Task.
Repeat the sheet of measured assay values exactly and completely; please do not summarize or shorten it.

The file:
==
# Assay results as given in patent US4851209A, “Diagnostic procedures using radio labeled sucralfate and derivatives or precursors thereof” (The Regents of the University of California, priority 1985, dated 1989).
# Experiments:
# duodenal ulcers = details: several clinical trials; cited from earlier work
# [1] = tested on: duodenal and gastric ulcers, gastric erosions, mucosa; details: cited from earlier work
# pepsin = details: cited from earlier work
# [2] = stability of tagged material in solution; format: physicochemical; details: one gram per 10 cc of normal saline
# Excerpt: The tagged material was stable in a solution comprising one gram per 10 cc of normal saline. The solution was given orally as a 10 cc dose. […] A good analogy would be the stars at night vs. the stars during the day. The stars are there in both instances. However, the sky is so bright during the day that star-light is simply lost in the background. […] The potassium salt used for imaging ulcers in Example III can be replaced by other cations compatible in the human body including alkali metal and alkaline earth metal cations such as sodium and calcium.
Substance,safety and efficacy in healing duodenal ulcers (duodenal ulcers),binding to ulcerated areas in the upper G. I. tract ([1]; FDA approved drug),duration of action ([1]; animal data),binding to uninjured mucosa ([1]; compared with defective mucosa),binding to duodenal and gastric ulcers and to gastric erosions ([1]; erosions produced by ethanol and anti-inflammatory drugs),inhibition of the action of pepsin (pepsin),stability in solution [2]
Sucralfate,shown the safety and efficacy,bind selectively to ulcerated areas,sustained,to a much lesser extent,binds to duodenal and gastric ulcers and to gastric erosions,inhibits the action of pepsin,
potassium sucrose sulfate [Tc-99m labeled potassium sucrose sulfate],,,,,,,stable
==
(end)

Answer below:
# Assay results as given in patent US4851209A, “Diagnostic procedures using radio labeled sucralfate and derivatives or precursors thereof” (The Regents of the University of California, priority 1985, dated 1989).
# Experiments:
# duodenal ulcers = details: several clinical trials; cited from earlier work
# [1] = tested on: duodenal and gastric ulcers, gastric erosions, mucosa; details: cited from earlier work
# pepsin = details: cited from earlier work
# [2] = stability of tagged material in solution; format: physicochemical; details: one gram per 10 cc of normal saline
# Excerpt: The tagged material was stable in a solution comprising one gram per 10 cc of normal saline. The solution was given orally as a 10 cc dose. […] A good analogy would be the stars at night vs. the stars during the day. The stars are there in both instances. However, the sky is so bright during the day that star-light is simply lost in the background. […] The potassium salt used for imaging ulcers in Example III can be replaced by other cations compatible in the human body including alkali metal and alkaline earth metal cations such as sodium and calcium.
Substance,safety and efficacy in healing duodenal ulcers (duodenal ulcers),binding to ulcerated areas in the upper G. I. tract ([1]; FDA approved drug),duration of action ([1]; animal data),binding to uninjured mucosa ([1]; compared with defective mucosa),binding to duodenal and gastric ulcers and to gastric erosions ([1]; erosions produced by ethanol and anti-inflammatory drugs),inhibition of the action of pepsin (pepsin),stability in solution [2]
Sucralfate,shown the safety and efficacy,bind selectively to ulcerated areas,sustained,to a much lesser extent,binds to duodenal and gastric ulcers and to gastric erosions,inhibits the action of pepsin,
potassium sucrose sulfate [Tc-99m labeled potassium sucrose sulfate],,,,,,,stable